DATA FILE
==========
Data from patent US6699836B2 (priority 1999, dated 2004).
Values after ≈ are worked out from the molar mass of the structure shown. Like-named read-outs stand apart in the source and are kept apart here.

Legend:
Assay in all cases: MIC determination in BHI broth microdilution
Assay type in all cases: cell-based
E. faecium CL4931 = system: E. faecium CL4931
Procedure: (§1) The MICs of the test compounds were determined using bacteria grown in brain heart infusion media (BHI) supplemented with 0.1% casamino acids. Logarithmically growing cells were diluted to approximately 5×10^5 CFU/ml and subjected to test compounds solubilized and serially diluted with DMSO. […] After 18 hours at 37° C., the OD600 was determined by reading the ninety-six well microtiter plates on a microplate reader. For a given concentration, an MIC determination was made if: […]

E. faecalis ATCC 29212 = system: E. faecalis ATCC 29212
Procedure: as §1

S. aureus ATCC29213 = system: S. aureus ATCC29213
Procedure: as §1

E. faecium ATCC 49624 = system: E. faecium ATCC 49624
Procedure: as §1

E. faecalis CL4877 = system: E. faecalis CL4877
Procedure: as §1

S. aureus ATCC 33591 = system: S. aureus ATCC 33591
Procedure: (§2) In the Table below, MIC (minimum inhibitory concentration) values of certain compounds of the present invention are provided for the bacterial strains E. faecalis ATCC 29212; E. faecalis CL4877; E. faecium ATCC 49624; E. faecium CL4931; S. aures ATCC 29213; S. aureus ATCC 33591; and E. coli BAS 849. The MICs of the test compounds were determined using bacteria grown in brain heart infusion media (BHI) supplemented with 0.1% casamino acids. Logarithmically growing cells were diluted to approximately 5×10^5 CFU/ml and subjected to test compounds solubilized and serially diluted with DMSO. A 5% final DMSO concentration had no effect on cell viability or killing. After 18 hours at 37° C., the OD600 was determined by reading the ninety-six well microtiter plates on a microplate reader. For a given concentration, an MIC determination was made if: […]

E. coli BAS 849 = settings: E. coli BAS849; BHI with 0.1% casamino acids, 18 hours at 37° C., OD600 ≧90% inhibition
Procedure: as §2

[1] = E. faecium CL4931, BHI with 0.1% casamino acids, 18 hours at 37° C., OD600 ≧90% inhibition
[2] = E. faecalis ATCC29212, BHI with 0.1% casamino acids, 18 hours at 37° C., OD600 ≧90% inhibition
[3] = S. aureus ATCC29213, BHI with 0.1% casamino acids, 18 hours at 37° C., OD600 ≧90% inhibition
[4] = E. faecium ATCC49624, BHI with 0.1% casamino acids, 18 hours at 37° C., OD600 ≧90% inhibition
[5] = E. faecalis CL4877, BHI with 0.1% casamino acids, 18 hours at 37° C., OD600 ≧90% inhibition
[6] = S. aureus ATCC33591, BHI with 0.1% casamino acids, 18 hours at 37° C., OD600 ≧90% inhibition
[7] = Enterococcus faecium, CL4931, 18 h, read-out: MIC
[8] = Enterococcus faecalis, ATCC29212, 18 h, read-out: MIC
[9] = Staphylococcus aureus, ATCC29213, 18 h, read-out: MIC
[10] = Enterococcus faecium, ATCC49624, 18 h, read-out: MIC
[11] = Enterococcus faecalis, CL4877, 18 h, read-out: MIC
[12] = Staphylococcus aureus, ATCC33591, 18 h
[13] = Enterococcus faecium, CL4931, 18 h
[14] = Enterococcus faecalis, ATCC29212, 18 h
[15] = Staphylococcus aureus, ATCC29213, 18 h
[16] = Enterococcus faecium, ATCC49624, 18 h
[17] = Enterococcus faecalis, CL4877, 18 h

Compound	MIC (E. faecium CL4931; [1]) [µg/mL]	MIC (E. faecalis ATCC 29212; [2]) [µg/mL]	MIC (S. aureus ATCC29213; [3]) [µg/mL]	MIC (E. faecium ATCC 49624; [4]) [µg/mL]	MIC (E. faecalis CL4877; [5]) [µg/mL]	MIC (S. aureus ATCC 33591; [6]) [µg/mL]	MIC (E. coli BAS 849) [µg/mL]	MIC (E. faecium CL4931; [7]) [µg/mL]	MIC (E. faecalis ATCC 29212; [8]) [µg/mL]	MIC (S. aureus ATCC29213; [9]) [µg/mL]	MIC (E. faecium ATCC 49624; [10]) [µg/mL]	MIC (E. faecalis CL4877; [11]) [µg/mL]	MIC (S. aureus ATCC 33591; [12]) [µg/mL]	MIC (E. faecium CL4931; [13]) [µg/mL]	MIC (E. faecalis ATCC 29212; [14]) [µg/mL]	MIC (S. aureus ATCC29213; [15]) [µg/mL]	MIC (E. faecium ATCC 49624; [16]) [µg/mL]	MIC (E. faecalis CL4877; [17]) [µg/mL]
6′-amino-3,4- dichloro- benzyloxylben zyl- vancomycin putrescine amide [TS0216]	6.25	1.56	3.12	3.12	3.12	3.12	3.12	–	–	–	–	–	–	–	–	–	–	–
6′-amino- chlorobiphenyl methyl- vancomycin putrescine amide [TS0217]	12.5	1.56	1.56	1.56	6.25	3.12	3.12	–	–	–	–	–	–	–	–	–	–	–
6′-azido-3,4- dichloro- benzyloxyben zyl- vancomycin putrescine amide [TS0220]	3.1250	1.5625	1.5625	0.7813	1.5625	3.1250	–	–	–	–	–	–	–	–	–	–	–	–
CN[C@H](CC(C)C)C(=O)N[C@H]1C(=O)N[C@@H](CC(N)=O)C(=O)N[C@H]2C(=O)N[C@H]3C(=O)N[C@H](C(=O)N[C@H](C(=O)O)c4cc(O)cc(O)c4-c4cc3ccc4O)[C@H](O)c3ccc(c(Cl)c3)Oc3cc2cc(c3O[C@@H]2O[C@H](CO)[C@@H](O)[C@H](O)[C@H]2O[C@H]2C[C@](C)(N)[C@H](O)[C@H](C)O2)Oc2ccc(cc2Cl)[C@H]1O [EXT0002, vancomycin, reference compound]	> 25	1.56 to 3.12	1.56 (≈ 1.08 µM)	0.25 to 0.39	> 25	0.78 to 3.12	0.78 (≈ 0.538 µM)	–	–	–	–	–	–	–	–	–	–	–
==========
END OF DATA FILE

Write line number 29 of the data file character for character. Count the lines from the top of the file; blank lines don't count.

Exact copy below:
[10] = Enterococcus faecium, ATCC49624, 18 h, read-out: MIC